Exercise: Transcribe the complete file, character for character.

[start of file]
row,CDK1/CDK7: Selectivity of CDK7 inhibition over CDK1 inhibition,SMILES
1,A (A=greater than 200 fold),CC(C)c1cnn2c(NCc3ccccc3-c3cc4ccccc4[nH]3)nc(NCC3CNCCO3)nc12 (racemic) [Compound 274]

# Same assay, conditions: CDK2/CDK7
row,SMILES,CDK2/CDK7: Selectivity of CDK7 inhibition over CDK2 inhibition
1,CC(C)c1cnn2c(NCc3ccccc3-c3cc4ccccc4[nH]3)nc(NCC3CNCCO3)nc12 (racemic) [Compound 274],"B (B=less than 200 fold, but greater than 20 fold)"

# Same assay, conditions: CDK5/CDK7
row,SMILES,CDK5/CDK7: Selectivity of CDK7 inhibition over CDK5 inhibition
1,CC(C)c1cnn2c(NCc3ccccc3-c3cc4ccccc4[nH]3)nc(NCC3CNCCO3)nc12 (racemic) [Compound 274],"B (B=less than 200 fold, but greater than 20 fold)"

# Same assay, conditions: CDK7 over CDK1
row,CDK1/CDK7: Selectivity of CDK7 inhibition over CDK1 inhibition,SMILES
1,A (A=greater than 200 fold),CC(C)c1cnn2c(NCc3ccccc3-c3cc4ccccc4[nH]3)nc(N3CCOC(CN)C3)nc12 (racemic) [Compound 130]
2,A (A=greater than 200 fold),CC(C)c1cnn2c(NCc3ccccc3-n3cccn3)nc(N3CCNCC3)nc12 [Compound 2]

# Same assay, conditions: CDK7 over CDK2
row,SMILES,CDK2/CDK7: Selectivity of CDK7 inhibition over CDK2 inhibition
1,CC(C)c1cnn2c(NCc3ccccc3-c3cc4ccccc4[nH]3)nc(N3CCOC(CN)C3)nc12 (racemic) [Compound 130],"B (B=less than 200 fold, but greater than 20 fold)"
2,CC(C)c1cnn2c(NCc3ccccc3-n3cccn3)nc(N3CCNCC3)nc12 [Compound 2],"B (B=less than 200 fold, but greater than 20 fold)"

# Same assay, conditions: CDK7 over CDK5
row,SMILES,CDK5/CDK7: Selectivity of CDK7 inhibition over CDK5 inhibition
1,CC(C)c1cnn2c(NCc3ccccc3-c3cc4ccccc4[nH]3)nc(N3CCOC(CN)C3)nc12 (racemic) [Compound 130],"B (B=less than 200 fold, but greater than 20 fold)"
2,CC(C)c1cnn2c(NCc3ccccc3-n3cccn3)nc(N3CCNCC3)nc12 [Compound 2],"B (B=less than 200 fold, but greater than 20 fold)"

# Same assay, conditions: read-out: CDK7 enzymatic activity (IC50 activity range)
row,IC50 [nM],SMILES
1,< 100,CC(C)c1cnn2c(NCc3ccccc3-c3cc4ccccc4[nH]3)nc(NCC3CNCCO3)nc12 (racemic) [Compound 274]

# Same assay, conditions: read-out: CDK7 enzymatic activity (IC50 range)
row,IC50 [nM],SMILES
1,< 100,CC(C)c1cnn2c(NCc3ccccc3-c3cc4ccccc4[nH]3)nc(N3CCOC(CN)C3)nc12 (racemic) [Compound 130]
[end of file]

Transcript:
row,CDK1/CDK7: Selectivity of CDK7 inhibition over CDK1 inhibition,SMILES
1,A (A=greater than 200 fold),CC(C)c1cnn2c(NCc3ccccc3-c3cc4ccccc4[nH]3)nc(NCC3CNCCO3)nc12 (racemic) [Compound 274]

# Same assay, conditions: CDK2/CDK7
row,SMILES,CDK2/CDK7: Selectivity of CDK7 inhibition over CDK2 inhibition
1,CC(C)c1cnn2c(NCc3ccccc3-c3cc4ccccc4[nH]3)nc(NCC3CNCCO3)nc12 (racemic) [Compound 274],"B (B=less than 200 fold, but greater than 20 fold)"

# Same assay, conditions: CDK5/CDK7
row,SMILES,CDK5/CDK7: Selectivity of CDK7 inhibition over CDK5 inhibition
1,CC(C)c1cnn2c(NCc3ccccc3-c3cc4ccccc4[nH]3)nc(NCC3CNCCO3)nc12 (racemic) [Compound 274],"B (B=less than 200 fold, but greater than 20 fold)"

# Same assay, conditions: CDK7 over CDK1
row,CDK1/CDK7: Selectivity of CDK7 inhibition over CDK1 inhibition,SMILES
1,A (A=greater than 200 fold),CC(C)c1cnn2c(NCc3ccccc3-c3cc4ccccc4[nH]3)nc(N3CCOC(CN)C3)nc12 (racemic) [Compound 130]
2,A (A=greater than 200 fold),CC(C)c1cnn2c(NCc3ccccc3-n3cccn3)nc(N3CCNCC3)nc12 [Compound 2]

# Same assay, conditions: CDK7 over CDK2
row,SMILES,CDK2/CDK7: Selectivity of CDK7 inhibition over CDK2 inhibition
1,CC(C)c1cnn2c(NCc3ccccc3-c3cc4ccccc4[nH]3)nc(N3CCOC(CN)C3)nc12 (racemic) [Compound 130],"B (B=less than 200 fold, but greater than 20 fold)"
2,CC(C)c1cnn2c(NCc3ccccc3-n3cccn3)nc(N3CCNCC3)nc12 [Compound 2],"B (B=less than 200 fold, but greater than 20 fold)"

# Same assay, conditions: CDK7 over CDK5
row,SMILES,CDK5/CDK7: Selectivity of CDK7 inhibition over CDK5 inhibition
1,CC(C)c1cnn2c(NCc3ccccc3-c3cc4ccccc4[nH]3)nc(N3CCOC(CN)C3)nc12 (racemic) [Compound 130],"B (B=less than 200 fold, but greater than 20 fold)"
2,CC(C)c1cnn2c(NCc3ccccc3-n3cccn3)nc(N3CCNCC3)nc12 [Compound 2],"B (B=less than 200 fold, but greater than 20 fold)"

# Same assay, conditions: read-out: CDK7 enzymatic activity (IC50 activity range)
row,IC50 [nM],SMILES
1,< 100,CC(C)c1cnn2c(NCc3ccccc3-c3cc4ccccc4[nH]3)nc(NCC3CNCCO3)nc12 (racemic) [Compound 274]

# Same assay, conditions: read-out: CDK7 enzymatic activity (IC50 range)
row,IC50 [nM],SMILES
1,< 100,CC(C)c1cnn2c(NCc3ccccc3-c3cc4ccccc4[nH]3)nc(N3CCOC(CN)C3)nc12 (racemic) [Compound 130]